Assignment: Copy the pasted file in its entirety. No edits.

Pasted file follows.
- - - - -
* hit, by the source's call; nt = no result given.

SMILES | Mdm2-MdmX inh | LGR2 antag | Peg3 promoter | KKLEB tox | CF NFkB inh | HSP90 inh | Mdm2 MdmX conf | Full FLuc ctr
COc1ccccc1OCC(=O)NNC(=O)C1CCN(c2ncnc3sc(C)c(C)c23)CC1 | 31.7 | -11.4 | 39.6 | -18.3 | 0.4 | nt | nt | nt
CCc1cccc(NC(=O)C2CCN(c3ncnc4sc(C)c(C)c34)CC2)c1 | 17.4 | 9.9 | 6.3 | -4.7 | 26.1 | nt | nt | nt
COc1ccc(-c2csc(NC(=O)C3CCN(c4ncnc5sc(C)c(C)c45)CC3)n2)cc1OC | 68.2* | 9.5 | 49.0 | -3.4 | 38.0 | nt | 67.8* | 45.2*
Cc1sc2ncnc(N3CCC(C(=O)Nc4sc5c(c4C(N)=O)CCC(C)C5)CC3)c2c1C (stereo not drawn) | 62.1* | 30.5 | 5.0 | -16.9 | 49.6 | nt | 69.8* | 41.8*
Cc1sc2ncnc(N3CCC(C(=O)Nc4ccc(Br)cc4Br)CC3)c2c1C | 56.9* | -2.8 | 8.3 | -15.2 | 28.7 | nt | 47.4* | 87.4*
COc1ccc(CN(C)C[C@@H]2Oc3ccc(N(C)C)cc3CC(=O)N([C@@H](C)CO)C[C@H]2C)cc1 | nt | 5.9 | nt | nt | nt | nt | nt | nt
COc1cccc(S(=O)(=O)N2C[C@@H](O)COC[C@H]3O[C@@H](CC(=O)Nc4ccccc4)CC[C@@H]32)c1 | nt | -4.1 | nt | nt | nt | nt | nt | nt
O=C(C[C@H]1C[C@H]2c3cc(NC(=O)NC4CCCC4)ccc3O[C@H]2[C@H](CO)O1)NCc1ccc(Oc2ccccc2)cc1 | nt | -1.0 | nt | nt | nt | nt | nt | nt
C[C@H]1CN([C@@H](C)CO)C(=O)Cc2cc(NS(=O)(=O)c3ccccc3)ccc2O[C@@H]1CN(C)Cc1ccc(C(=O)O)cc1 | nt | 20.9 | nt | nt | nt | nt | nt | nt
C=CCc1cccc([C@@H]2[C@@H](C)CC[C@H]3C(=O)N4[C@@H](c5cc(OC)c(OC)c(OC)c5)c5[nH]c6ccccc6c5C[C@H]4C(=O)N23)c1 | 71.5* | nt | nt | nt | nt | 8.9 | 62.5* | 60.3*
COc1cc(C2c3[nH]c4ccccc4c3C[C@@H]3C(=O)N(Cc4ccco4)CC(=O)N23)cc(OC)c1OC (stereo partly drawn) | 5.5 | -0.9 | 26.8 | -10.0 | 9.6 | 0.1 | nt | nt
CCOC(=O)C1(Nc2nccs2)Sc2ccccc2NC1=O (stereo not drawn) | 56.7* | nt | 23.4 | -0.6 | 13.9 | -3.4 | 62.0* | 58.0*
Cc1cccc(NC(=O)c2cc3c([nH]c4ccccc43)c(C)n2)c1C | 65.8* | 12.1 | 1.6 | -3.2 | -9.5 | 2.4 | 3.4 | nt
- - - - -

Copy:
* hit, by the source's call; nt = no result given.

SMILES | Mdm2-MdmX inh | LGR2 antag | Peg3 promoter | KKLEB tox | CF NFkB inh | HSP90 inh | Mdm2 MdmX conf | Full FLuc ctr
COc1ccccc1OCC(=O)NNC(=O)C1CCN(c2ncnc3sc(C)c(C)c23)CC1 | 31.7 | -11.4 | 39.6 | -18.3 | 0.4 | nt | nt | nt
CCc1cccc(NC(=O)C2CCN(c3ncnc4sc(C)c(C)c34)CC2)c1 | 17.4 | 9.9 | 6.3 | -4.7 | 26.1 | nt | nt | nt
COc1ccc(-c2csc(NC(=O)C3CCN(c4ncnc5sc(C)c(C)c45)CC3)n2)cc1OC | 68.2* | 9.5 | 49.0 | -3.4 | 38.0 | nt | 67.8* | 45.2*
Cc1sc2ncnc(N3CCC(C(=O)Nc4sc5c(c4C(N)=O)CCC(C)C5)CC3)c2c1C (stereo not drawn) | 62.1* | 30.5 | 5.0 | -16.9 | 49.6 | nt | 69.8* | 41.8*
Cc1sc2ncnc(N3CCC(C(=O)Nc4ccc(Br)cc4Br)CC3)c2c1C | 56.9* | -2.8 | 8.3 | -15.2 | 28.7 | nt | 47.4* | 87.4*
COc1ccc(CN(C)C[C@@H]2Oc3ccc(N(C)C)cc3CC(=O)N([C@@H](C)CO)C[C@H]2C)cc1 | nt | 5.9 | nt | nt | nt | nt | nt | nt
COc1cccc(S(=O)(=O)N2C[C@@H](O)COC[C@H]3O[C@@H](CC(=O)Nc4ccccc4)CC[C@@H]32)c1 | nt | -4.1 | nt | nt | nt | nt | nt | nt
O=C(C[C@H]1C[C@H]2c3cc(NC(=O)NC4CCCC4)ccc3O[C@H]2[C@H](CO)O1)NCc1ccc(Oc2ccccc2)cc1 | nt | -1.0 | nt | nt | nt | nt | nt | nt
C[C@H]1CN([C@@H](C)CO)C(=O)Cc2cc(NS(=O)(=O)c3ccccc3)ccc2O[C@@H]1CN(C)Cc1ccc(C(=O)O)cc1 | nt | 20.9 | nt | nt | nt | nt | nt | nt
C=CCc1cccc([C@@H]2[C@@H](C)CC[C@H]3C(=O)N4[C@@H](c5cc(OC)c(OC)c(OC)c5)c5[nH]c6ccccc6c5C[C@H]4C(=O)N23)c1 | 71.5* | nt | nt | nt | nt | 8.9 | 62.5* | 60.3*
COc1cc(C2c3[nH]c4ccccc4c3C[C@@H]3C(=O)N(Cc4ccco4)CC(=O)N23)cc(OC)c1OC (stereo partly drawn) | 5.5 | -0.9 | 26.8 | -10.0 | 9.6 | 0.1 | nt | nt
CCOC(=O)C1(Nc2nccs2)Sc2ccccc2NC1=O (stereo not drawn) | 56.7* | nt | 23.4 | -0.6 | 13.9 | -3.4 | 62.0* | 58.0*
Cc1cccc(NC(=O)c2cc3c([nH]c4ccccc43)c(C)n2)c1C | 65.8* | 12.1 | 1.6 | -3.2 | -9.5 | 2.4 | 3.4 | nt